Android, iOS, BlackBerry and Windows Phone each provide specific tips in their development forums about how to make your custom applications look and feel as though they belong on that device.
These guidelines on everything from icons, shadows and gradients, to layers, sizes and stroke weights are helpful, and can keep your design from becoming a Frankenstein design of apps. However, companies looking for a custom application design should also be encouraged to veer away from best practices, at times.
When designed properly, small changes to a mobile application’s arrows, down buttons and corners will help give the app a richer experience. So the next time you think, we want our app to be different but we still want it to feel like an Android app or an iOS app, keep these tips in mind.
1. Maintain theme and functionality while making an area unique. An app’s menu needs to be functional and easily accessible, but it’s also a place where you can make your app unique.
For example, a custom tab bar works well for menus with three to four options. If your app holds a lot of information, it may require a sliding menu. Symple, an app that tracks symptoms and health, provides a good example of a unique tab bar menu.
2. Reinforce your theme through imagery. Enhance your theme and user experience by incorporating imagery in a list view, like the Eataly app does. This makes the screen more dynamic and engaging and also allows the user to scan the screen quicker to find what they’re looking for.
3. Integrate headers to extend design and enhance functionality. Incorporate other elements into your header design to achieve a unified look. For example, the Jet Lag app connects tabs to the header for a look that is well thought-out while allowing the rest of the screen to breathe.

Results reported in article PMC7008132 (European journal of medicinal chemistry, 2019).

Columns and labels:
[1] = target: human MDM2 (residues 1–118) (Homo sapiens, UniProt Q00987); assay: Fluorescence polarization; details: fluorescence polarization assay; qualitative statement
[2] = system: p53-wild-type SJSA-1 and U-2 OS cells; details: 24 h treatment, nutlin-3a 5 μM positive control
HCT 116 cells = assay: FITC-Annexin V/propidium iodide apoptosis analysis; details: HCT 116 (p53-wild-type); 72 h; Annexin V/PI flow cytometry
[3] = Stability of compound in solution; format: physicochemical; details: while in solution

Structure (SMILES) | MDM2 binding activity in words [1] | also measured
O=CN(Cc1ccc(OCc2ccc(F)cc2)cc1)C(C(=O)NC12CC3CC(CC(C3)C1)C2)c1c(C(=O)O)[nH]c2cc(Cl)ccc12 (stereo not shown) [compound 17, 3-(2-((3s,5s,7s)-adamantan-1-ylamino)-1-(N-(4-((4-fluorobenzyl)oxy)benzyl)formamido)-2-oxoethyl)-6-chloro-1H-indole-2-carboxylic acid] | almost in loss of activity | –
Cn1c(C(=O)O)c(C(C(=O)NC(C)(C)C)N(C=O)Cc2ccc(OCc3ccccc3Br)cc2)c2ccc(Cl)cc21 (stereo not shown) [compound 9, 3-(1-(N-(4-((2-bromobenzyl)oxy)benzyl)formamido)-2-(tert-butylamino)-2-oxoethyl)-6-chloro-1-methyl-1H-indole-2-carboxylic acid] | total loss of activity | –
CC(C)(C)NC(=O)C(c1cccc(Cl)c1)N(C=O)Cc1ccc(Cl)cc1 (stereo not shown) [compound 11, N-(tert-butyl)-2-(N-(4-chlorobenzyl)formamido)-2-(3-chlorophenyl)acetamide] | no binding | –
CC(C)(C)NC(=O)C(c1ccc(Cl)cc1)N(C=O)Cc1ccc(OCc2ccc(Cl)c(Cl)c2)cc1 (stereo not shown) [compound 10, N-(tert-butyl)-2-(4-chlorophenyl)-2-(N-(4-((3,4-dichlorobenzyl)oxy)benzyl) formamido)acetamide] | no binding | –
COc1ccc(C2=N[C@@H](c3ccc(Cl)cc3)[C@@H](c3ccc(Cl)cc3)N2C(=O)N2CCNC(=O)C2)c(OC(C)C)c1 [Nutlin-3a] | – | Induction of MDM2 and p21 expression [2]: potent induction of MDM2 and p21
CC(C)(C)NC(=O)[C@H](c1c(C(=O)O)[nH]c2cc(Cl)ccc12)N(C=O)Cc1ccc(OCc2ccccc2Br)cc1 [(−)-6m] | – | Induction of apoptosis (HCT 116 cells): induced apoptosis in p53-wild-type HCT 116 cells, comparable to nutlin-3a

4. Match your search bar. Just because your screen needs a search bar doesn’t mean it has to be an eye sore to a beautiful design. Try matching the search bar to the background so it blends in but still stands out for easy usability. iBooks does a great job of this.
5. Utilize the side of the screen. On some platforms, screens are getting a bit wider these days, so why not challenge the standard and use a side navigation? Placing tabs on the side of the screen allows content with long lists to utilize the length of the screen. The Android GPS Navigation & Maps app uses this technique. This is a great idea in the right situation.
6. Keep it simple. Some custom applications are best in their simplest form. These include apps that do not have a large navigation or flow. When you come across an app in this situation, take time to make it visually appealing and relevant across any platform. For example, while many weather apps clutter their interface with tons of details that aren’t all that useful, Conditions for iOS goes the simple and beautiful route.
7. Use shapes. Who says everything has to be text on a horizontal bar? Everyone knows how a list works and once they tap an item they will move on to more information about it, so don’t be afraid to spice up elements on a list.
For example, we built the WESCO Data Center App that they use for distribution. The app is divided into categories like “data center solutions,” “location finder,” “news & amusement” and “settings.” This information is neatly displayed using a menu wheel. It’s a clean way to make a menu more interesting and more fun to use on a day-to-day basis.
8. Break the grid. Keep users engaged by placing images in way you normally don’t see on a smart phone. The Design Observer app does just this.
9. Incorporate branding. One key element to making your app look consistent across platforms is strictly adhering to your company’s branding standards. Carrying your logo and other stylistic branding traits—whether it’s a specific font or color combination—ensures a consistent look and feel throughout multiple platforms. Updated for iOS 7, this LinkedIn app maintains the feel of the popular professional network website.
10. Follow through. Designing unique features provides a great impact on the look of the app as long as you follow through. It is more harmful than helpful to only customize half of the features your app may use if you’re going to let other conventions slip back in that do not match the cohesiveness of your design. For example, if you design a custom highlight as you scroll, make sure it matches the list’s select button as well. I Do Lists app uses red as its custom color.
Although the design of your custom app holds a lot of weight, it doesn’t matter what it looks like if functionality isn’t a priority.